Aside from the general melancholic atmosphere, the saddest moment occurs right on the cusp of facing the final colossus, when your sole companion on the journey, Agro the horse, falls to his apparent demise. Misfortune befalling horses is always sad in my book as I love horses best of all the animals. Mainly due to the fact that they are my friends.
2. Lemmings (MegaDrive/PC)
Lemmings is so distressing. You have to lead a tribe of cute little green haired creatures across a landscape to safety; they keep walking forward no matter what. You have to save a certain quota of them along the way, in order to succeed and progress. Unlike other games where it is possible to achieve 100% perfection and avoid casualties, Lemmings frequently introduces scenarios where it is impossible to progress without killing some of your lemmings (for example through blowing them up to progress through walls).
I had the PC version of the game, wherein there were a couple of extra devious levels called ‘Oh No! More Lemmings’ which were generally beyond my child-brained capacity to solve. A particularly depressing level called ‘Ketchup Factory’ saw the lemmings marching towards a relentless grinding machine. I wanted so much for the lemmings to be able to progress, but I just had no idea what to do, so the lemmings were endlessly churned up in that machine each time as I fruitlessly tried to save them,. I never got past that level.
I do have a sickened admiration for the really brutal worldview that Lemmings seems to put forward: in order that everyone doesn’t die, some have to die, many will die needlessly, but so long as enough survive it is worth the price. It’s very Stalinist.
1. Zelda: Majora’s Mask (N64)
Zelda games are not really known for their emotional maturity and usually get criticised for their adherence to an unaltered narrative/gameplay structure (it is easy to forget that, unlike other gaming franchise protagonists, the Link you play as is seldom the same Link from previous quests. No matter your triumphs in previous games, the world always reverts back to being oppressed and threatened in some way, an eternal recurrence that is quite Nietzschean).
Majora’s Mask is by far the most conceptually interesting Zelda game. Link finds himself cursed and placed in a parallel universe where the world is due to end in three days, at which point a grotesque, ever visible moon will crash into this world, destroying everything. Link attains the ability to postpone this event by learning a song that lets him revert back to the start of this three day period and try again.
Majora’s Mask is unique among Zelda games in that it has a social focus on getting to intimately know the inhabitants of the world and what their routines are, where they will be on any given day and how Link’s actions can affect the trajectory their lives take over that three day period. The forthcoming apocalypse that the inhabitants are sceptical about on the first day causes a hysterical mass evacuation on the third, the closing hours see the skies darken and the music become incredibly ominous.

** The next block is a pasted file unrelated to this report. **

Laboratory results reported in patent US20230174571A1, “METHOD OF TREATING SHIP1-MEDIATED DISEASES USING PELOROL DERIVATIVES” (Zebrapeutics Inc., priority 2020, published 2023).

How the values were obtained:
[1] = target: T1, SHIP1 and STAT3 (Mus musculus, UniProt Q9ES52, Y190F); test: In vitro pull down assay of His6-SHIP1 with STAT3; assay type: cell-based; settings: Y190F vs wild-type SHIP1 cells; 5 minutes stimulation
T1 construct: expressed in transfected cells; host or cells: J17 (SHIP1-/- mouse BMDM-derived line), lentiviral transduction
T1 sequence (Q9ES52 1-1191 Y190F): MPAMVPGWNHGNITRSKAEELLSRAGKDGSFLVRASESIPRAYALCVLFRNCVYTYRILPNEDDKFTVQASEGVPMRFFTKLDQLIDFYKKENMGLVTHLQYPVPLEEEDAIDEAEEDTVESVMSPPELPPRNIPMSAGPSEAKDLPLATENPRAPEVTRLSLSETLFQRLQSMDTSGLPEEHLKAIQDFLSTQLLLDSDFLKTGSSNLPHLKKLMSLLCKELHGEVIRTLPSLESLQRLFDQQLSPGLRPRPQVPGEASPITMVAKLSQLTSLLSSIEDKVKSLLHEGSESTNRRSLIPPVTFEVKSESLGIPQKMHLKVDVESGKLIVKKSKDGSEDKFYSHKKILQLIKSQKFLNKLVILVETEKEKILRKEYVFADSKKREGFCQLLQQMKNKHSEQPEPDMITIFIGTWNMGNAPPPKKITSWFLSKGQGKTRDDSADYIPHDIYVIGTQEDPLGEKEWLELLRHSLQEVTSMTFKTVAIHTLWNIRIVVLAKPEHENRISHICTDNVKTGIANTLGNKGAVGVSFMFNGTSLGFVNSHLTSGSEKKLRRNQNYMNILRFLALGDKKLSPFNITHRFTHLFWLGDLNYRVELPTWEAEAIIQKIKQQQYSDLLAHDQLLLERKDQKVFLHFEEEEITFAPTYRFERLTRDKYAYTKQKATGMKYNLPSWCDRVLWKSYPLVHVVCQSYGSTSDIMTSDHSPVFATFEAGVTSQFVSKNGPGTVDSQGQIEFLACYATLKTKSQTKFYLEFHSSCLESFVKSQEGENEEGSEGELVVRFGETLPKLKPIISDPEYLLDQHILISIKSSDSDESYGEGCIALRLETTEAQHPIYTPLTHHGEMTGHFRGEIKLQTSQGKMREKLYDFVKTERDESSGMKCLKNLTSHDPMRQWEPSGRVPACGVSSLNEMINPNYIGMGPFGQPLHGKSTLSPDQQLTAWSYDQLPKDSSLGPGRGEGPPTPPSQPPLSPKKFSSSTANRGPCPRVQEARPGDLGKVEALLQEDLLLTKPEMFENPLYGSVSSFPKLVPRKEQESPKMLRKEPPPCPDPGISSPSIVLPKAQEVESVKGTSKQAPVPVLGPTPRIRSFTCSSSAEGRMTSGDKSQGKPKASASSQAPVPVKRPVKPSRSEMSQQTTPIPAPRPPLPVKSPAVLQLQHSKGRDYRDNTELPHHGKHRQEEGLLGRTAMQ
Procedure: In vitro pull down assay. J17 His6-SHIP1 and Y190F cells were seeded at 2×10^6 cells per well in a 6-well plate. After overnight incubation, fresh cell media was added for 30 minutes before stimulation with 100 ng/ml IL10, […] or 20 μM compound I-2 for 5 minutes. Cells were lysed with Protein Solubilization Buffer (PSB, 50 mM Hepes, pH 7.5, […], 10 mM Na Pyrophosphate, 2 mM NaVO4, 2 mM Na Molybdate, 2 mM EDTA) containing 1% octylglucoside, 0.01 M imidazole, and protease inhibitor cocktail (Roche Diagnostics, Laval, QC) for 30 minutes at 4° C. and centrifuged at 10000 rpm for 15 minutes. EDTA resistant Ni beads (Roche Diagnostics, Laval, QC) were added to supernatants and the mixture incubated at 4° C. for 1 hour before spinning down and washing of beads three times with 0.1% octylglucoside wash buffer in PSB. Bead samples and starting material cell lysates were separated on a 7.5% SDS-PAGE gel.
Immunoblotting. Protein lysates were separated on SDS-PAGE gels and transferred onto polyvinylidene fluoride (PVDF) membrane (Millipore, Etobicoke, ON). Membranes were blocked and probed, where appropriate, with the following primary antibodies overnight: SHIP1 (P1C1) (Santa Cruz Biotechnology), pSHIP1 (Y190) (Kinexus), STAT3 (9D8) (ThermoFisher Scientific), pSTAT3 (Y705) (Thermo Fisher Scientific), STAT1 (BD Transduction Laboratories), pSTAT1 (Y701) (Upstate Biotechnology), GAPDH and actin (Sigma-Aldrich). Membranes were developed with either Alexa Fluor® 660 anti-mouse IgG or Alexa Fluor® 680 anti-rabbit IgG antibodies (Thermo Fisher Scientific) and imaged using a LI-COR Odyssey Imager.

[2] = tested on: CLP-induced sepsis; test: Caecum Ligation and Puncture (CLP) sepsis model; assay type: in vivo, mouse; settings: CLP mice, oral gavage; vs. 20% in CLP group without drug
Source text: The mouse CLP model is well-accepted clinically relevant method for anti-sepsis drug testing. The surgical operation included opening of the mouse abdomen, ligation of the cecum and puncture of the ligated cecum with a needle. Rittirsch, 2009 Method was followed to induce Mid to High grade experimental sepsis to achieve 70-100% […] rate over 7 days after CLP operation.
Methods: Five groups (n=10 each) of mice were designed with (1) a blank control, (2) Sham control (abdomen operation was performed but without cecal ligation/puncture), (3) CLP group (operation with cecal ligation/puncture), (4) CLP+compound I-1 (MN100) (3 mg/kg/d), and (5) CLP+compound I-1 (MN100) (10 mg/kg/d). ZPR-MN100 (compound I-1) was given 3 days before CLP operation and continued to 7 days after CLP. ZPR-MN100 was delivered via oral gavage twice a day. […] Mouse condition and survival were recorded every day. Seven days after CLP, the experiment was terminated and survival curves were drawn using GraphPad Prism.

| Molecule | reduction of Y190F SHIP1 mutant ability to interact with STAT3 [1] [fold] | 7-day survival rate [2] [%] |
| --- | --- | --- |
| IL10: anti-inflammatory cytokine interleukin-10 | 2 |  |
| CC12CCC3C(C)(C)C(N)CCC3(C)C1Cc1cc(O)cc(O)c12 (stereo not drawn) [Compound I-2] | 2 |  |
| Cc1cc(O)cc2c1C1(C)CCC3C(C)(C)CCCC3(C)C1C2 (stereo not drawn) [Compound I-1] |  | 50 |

There are innumerable sad moments in the game (as well as bucketloads of wacky shit like a ghostly hand that lives in a toilet and is desperate to wipe it’s arse), ones that stick out for me now are: Link convincing the postman not to flee despite his paralyzing fear, convincing him of his duty to stay and deliver a very important letter, in the world’s closing hours; the other is the swordsman who earlier in the 3 day period reveals his ambitious plans for cleaving the moon in two with his sword, in the final moments it is possible to discover him cowering and crying in the store cupboard of his shop.
However the whole emotional crux of the game is the quest to reunite the landlady of the hotel, Anju, with her fiancée Kafei; who it is eventually discovered has had a curse put on him, turning him into a child. This is a complex and involving quest that requires many resets of the clock and wider progress in the game before you actually have the assets to solve their dilemma. They are ultimately reunited just as the world is ending, where Anju gets to see that Kafei is a child, and they hug pathetically just before their world is destroyed.
A slight caveat is that, when you complete the game and prevent the apocalypse, if you reunited Anju and Kafei, during the credits you get to see their wedding take place but it is not made definitively clear whether or not Kafei’s curse was lifted. Which could mean that Link had a hand in setting up a paedo honeymoon for the ages.
Regardless, Majora’s Mask is unreal and it is a shame that the games industry is so sterile and risk averse at the minute because I can’t see anything like it being made again any time soon.
If you have any suggestions for sad games I would be pleased to know, I love feedback! Or any other devastating experiences that you can recommend send them my way.